Privileged user access. This includes both cloud provider staff access to information owned by the researcher, and the methods available to authenticate, manage, and track anyone who might have access or might gain access to the sensitive information and applications.

Data segregation. Data in the cloud is typically not segregated in a multi-tenant environment. Know whether your data will be stored on dedicated hardware and, if not, what protective measures the cloud provider takes to ensure that your data will not be compromised in that shared environment.

Investigative support, such as breach investigation and forensics. Get terms for visibility and incident response reports up front and in writing. Will the provider routinely provide the correct level of logs if requested by a customer?

Liability and indemnification. Will the cloud provider stand behind their security and privacy assertions and defend the researcher should a breach occur? If dealing with electronic protected health information (ePHI) subject to HIPAA rules, make sure that the cloud provider will sign a business associate agreement (BAA) also compliant with HIPAA rules.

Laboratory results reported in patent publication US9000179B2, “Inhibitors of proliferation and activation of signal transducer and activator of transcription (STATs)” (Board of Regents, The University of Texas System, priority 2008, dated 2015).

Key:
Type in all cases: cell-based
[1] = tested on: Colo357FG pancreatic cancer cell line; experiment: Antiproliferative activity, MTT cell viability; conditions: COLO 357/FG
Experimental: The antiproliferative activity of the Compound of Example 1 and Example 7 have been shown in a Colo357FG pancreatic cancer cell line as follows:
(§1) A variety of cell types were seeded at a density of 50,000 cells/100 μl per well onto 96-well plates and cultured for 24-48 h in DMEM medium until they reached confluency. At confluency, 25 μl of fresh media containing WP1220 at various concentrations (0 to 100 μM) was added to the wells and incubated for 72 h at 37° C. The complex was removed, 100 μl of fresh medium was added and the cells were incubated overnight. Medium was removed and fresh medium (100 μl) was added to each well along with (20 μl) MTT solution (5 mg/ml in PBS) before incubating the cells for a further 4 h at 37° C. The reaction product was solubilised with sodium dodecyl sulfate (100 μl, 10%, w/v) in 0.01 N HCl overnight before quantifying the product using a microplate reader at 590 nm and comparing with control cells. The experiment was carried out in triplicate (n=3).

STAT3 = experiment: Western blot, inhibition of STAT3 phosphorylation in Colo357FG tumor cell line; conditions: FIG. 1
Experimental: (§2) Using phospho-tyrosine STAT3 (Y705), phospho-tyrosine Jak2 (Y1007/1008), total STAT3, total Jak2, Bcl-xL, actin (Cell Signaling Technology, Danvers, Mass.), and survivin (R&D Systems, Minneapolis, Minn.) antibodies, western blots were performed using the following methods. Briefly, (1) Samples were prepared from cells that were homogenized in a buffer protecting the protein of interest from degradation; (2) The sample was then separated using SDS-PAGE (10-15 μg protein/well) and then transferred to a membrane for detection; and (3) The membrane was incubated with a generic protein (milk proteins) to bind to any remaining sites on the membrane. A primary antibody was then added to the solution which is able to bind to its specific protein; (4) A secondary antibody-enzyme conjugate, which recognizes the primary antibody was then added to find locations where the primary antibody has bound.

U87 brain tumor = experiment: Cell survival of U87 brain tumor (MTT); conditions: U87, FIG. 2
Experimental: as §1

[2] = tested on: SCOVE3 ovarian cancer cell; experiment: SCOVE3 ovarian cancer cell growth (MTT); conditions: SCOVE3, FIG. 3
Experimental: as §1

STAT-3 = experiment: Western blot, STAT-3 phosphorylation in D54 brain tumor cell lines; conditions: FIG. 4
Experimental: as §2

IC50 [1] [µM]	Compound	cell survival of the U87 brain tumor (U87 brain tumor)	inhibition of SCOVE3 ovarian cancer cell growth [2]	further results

IMPACT OF DATA SHARING

Open data sharing avoids the duplication of research effort and facilitates the work of researchers who are able to build on and advance the findings of others. Properly de-identified health data is an invaluable tool for scientific and health research advances. The National Institutes of Health typically require researchers to make data available to other investigators via an NIH-designated database or approved alternative.

No one can depend on the traditional cyber walls and moats in the new paradigm of loosely connected computing and data devices. What is needed is more aggressive self-assessment, with the understanding that “offense can inform defense.” Just as the move toward patient-generated data is transforming care, the growth in personally generated identity is transforming health-related information security. Proactive self-assessment and self-security are needed to allow identification and remediation at the individual level